State Street is up for sale. That's the message Phil Ejercito is hoping to spread when it comes to the site of Madison's famous Halloween revelry. A critic of the city's plans to place fences and charge admission to the six block stretch between the Capitol and the UW Library Mall, he is selling a deed to the street on eBay.
The description for the sale reads:
In keeping with the spirit of the City of Madison's official Halloween 2006 plans, CRASH Madison is proud to offer this deed for State Street for whatever unofficial non-purposes you desire! Fence it off without assuming liability! Charge people money to cross the street, or to access their own homes or jobs! Proceeds go to support CRASH Madison (Coalition for Reclaiming Area Streets on Halloween).
Ejercito is the organizer of CRASH Madison, a system to provide text message updates about the ups and downs of the Freakfest Halloween party planned for Saturday, Oct. 28. The sale is a publicity stunt "to draw a little attention to what we're doing," Ejercito says. "First of all, it's fun and it's something that will hopefully get CRASH some attention."
He's also interested in making a point with the online auction. "Yeah, there is a quasi-serious statement to be made about selling off State Street and charging admission," Ejercito says.
"We'll see if it happens," says mayoral spokesperson George Twigg, speculating that these kinds of sales on eBay have run their course and are no longer tolerated by the company. He points to the recent auction of Stephen Colbert's portrait-within-a-portrait from The Colbert Report, one that eBay pulled after bids quickly reached $999,999,999.00. As for the criticism implicit in the sale, Twigg says "the mayor thinks the plan that has been outlined for Halloween will make it a better event. He understands that some people will disagree, and that's their right to do so."
Madison's downtown Business Improvement District (BID) spokesperson Mary Carbine says it's a funny idea. "It's certainly novel and will grab attention," she continues. When asked about the political message intended by the sale, Carbine says that while there are many important civil liberties issues currently at stake both in Madison and society in general, she thinks "paying $5 to party one night on State Street is not one of them." The issue comes down to the intent of the assembly, she continues.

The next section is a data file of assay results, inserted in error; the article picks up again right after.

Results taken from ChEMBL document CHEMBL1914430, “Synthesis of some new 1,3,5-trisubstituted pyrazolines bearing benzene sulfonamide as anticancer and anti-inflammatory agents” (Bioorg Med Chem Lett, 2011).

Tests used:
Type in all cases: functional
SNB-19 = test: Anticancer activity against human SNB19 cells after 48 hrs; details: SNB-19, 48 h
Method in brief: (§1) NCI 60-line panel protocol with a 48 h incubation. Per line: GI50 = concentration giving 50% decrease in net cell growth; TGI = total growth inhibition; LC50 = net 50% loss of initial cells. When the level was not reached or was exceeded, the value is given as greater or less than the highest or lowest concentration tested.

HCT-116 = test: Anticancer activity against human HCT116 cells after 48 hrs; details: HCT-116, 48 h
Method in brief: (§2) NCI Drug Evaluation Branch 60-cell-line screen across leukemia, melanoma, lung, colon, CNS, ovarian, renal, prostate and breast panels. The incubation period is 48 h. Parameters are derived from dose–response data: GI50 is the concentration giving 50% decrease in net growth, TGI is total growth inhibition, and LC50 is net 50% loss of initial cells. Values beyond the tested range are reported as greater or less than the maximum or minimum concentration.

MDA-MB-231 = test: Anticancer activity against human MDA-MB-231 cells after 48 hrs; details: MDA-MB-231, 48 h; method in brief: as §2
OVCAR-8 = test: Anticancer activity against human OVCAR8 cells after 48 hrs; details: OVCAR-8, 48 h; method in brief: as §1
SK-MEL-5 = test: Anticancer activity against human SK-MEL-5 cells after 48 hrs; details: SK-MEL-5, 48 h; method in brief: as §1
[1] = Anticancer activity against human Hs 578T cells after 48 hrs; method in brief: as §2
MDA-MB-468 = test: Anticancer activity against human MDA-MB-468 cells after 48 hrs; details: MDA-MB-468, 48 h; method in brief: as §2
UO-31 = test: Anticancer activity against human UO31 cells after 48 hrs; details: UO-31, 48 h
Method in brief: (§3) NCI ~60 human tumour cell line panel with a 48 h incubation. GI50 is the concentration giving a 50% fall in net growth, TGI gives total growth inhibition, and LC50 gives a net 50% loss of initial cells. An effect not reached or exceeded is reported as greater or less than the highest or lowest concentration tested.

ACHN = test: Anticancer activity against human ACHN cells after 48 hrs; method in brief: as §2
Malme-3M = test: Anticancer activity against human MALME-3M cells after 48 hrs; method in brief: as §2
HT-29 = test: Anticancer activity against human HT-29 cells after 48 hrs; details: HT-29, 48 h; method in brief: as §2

"I think the Founding Fathers' idea of freedom of assembly was for people to be able to direct their political destiny," Carbine says, "it's not about the right on one night to party. This is about preserving safety and the opportunity to come and have a wonderful time without it causing harm to people and property." Pointing to the city's stated purpose of selling tickets in order to defray policing costs, she says "this is not trying to prevent any kind of political expression or demonstration."
Ejercito points to the city terming the event a "spontaneous occurrence" while creating an admissions system for a public street. "We'll start the bidding at $5, because that's what the city is charging," he says. From there, prospective Madison real-estate moguls will have three days to purchase the city's centerpiece district.
The top bidder "will then be the proud and happy owner of a deed to State Street," Ejercito says.
How much is State Street worth?
"Priceless," says Twigg. He riffs on the ubiquitous Mastercard ad campaign, listing off the price of a Freakfest ticket and the cost of Halloween for the city before hitting the punchline.
Carbine points to the city assessor's office, noting that one can actually go online and search for the assessed value of every property on State Street to calculate a total sum. "As far as its cultural value to downtown," she continues, "you can't put a price on it."
In addition to seeking publicity with the auction, Ejercito says the other goal is to "raise a little bit of money to offset some of our operating costs" associated with operating the texting system. He's not sure how much money the auction might raise, but is not too concerned about the final offer. To him, it's the opening bid that matters.